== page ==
Stephen King’s ‘Mr. Mercedes’: Return to Emmys for David E. Kelley?

TV titan David E. Kelley just won his 11th Emmy award for producing HBO’s “Big Little Lies.” And he could well make it an even dozen next year with his acclaimed adaptation of Stephen King’s 2014 novel “Mr. Mercedes.” Kelley is the executive producer of this new series on the Audience Network, which is available to subscribers of both DirecTV and the AT&T U-verse. While this new network drew audiences with “You Me Her” (a comedy about a polyamorous married couple) and “Kingdom” (a mixed martial arts drama starring Nick Jonas), “Mr. Mercedes” gives the channel both cultural cachet and industry clout.

“Mr. Mercedes” marked a departure for King from his usual horror tropes in favor of a detective mystery, albeit one that opens with a grisly murder. During the economic crisis of 2008, a lunatic in a clown mask driving a Mercedes mows down people lined up for a job fair. Emmy winner Brendan Gleeson (“Into the Storm”) is Bill Hodges, the detective who failed to track down the killer. Two years later, Hodges is now retired and receiving cryptic messages from someone claiming to be the Mercedes driver. That someone turns out to be Brady Hartsfield (Harry Treadaway), a disturbed young tech whiz making ends meet at an electronic store and by driving an ice cream truck. Growing bored and agitated by his life, Brady antagonizes the detective and an epic cat-and-mouse game ensues.

A whopping 33 cast members from Kelley’s shows have won Emmys, including Nicole Kidman, Laura Dern, and Alexander Skarsgaard for “Big Little Lies.” In “Mr. Mercedes,” Gleeson and Treadaway are at the top of their craft exploring the emotional turmoil of their characters. The cast of “Mr. Mercedes” also features past Emmy champs Holland Taylor (“The Practice”) and Mary-Louise Parker (“Angels in America”). Taylor is infinitely entertaining as Hodges’ frank and sexually forward neighbor, and Parker turns a rather straightforward character into a compelling tangle of contradictions. Both could easily contend for these featured turns.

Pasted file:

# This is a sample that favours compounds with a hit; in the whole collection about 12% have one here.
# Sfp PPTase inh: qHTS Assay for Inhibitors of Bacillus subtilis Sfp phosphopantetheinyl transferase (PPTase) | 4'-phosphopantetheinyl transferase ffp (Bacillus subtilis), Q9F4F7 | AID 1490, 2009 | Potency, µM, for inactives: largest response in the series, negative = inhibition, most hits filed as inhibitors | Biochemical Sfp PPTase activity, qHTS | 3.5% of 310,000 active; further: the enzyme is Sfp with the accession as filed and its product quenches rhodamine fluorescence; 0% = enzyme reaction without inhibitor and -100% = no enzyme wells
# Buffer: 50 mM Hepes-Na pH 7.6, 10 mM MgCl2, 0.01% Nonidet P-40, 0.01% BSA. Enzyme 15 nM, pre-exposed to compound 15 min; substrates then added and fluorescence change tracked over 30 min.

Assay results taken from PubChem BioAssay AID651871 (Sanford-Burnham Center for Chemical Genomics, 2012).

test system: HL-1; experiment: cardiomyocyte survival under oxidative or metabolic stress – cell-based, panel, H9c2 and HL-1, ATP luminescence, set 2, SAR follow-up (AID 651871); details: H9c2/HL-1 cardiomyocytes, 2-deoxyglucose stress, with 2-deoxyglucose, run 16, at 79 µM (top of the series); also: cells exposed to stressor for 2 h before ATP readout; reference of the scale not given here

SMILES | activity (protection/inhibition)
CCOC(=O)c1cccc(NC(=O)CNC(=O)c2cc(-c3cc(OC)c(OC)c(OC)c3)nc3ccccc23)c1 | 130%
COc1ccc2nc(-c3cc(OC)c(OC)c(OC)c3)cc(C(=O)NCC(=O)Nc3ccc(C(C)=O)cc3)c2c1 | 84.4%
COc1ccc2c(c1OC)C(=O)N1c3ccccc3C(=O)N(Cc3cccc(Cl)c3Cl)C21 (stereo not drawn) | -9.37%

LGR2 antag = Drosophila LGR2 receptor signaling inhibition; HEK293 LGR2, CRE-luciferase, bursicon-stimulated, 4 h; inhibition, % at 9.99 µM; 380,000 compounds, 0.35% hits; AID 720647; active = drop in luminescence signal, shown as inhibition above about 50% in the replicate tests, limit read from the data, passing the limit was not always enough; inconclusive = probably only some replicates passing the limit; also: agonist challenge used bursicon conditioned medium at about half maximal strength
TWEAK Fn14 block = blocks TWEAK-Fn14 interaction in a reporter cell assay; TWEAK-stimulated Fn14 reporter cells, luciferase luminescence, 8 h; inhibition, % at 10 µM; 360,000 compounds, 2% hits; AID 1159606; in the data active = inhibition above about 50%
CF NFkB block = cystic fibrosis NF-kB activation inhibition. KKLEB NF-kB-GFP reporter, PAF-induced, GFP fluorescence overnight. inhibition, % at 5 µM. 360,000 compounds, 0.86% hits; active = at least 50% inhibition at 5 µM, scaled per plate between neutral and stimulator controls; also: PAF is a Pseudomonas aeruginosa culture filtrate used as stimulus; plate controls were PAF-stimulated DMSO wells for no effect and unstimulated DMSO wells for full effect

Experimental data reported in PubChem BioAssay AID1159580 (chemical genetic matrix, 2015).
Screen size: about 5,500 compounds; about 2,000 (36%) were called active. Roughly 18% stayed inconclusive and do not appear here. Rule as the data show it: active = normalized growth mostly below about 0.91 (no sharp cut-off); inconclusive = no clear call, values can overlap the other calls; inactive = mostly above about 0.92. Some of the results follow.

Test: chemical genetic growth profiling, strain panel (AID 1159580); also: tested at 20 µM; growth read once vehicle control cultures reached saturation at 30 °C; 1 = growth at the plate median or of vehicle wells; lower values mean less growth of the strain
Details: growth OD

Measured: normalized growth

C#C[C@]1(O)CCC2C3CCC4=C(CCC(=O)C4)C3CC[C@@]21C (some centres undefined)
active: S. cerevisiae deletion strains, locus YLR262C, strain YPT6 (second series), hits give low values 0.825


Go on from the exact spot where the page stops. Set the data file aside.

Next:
Kelley produced “L.A. Law”  and created such TV classics as “Picket Fences,” “Ally McBeal,” “The Practice,” “Boston Legal,” and “Boston Public.” He has won nine Emmys for producing and made Emmy history in 1999 when he won both Best Drama Series (“The Practice”) and Best Comedy Series (“Ally McBeal”). His other two Emmys were for writing episodes of “L.A. Law.”

Kelley crafted the screenplays for the first two episodes of “Mr. Mercedes.” The pilot in particular, would make an excellent Emmy submission as he successfully balances the brutality of the opening murders with the more contemplative character study of Hodges and Brady.

Jack Bender has directed the majority of the episodes and his guiding hand gives the series a unified tone, found more often in limited series than ongoing dramas. While Bender won an Emmy as a producer on “Lost,” he lost all three of his directing bids for that hit series (as well as another recent race for “Game of Thrones”). Seeing him back at the helm of another character-driven mystery may appeal to Emmy voters.

Indeed, The Audience Network is poised to be the next network to break out at the Emmys much as Hulu did this year when “The Handmaid’s Tale” claimed Best Drama and seven other Emmys. It was the streaming service’s first time nominated in a top category. Before that, the sole Emmy nomination for a Hulu series was a Supporting Visual Effects bid for “11.22.63” in 2015. “11.22.63” just happens to be another adaptation of a King novel.

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